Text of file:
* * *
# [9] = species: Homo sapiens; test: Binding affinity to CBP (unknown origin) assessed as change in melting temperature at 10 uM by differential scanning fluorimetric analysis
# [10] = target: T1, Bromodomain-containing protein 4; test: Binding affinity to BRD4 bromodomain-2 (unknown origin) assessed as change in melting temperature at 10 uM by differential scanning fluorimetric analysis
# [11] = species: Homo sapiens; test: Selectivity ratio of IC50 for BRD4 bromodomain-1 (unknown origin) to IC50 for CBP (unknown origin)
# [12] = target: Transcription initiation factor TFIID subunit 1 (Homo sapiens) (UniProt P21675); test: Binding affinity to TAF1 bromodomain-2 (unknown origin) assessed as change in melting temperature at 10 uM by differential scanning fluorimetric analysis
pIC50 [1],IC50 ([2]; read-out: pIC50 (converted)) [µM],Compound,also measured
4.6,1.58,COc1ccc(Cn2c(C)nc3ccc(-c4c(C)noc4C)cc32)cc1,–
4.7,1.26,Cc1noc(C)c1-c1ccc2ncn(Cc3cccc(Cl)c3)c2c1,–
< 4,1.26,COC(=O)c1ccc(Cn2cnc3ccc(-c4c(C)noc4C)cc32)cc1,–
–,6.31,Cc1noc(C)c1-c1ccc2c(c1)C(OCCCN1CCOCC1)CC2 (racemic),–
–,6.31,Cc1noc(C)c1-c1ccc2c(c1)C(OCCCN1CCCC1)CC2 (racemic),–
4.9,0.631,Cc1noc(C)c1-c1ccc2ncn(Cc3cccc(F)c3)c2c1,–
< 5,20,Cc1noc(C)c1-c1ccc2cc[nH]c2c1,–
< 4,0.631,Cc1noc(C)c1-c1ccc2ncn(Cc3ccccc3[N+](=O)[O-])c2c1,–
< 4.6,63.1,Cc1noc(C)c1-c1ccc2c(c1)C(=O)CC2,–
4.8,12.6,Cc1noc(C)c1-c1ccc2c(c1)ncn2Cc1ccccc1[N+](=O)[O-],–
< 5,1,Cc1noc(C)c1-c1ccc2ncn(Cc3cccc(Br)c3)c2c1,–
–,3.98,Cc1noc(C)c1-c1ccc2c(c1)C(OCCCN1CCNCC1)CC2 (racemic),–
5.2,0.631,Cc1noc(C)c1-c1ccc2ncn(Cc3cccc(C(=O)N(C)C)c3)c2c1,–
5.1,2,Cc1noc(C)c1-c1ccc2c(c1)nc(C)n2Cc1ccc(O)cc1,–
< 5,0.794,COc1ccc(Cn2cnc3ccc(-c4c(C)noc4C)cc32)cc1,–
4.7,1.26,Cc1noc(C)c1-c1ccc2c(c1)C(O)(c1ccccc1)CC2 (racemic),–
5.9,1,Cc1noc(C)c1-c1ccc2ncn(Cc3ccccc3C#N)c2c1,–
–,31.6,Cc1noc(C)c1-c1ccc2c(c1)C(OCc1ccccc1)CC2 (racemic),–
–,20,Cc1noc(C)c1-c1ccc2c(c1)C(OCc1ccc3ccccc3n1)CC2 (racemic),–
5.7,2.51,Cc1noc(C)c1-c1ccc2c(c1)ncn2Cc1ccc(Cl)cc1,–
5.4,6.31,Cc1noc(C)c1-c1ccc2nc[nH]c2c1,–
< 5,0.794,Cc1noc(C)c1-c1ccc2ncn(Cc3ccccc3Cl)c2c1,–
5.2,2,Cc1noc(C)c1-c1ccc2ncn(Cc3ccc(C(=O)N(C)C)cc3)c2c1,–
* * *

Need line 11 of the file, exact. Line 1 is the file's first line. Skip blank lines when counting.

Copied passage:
4.9,0.631,Cc1noc(C)c1-c1ccc2ncn(Cc3cccc(F)c3)c2c1,–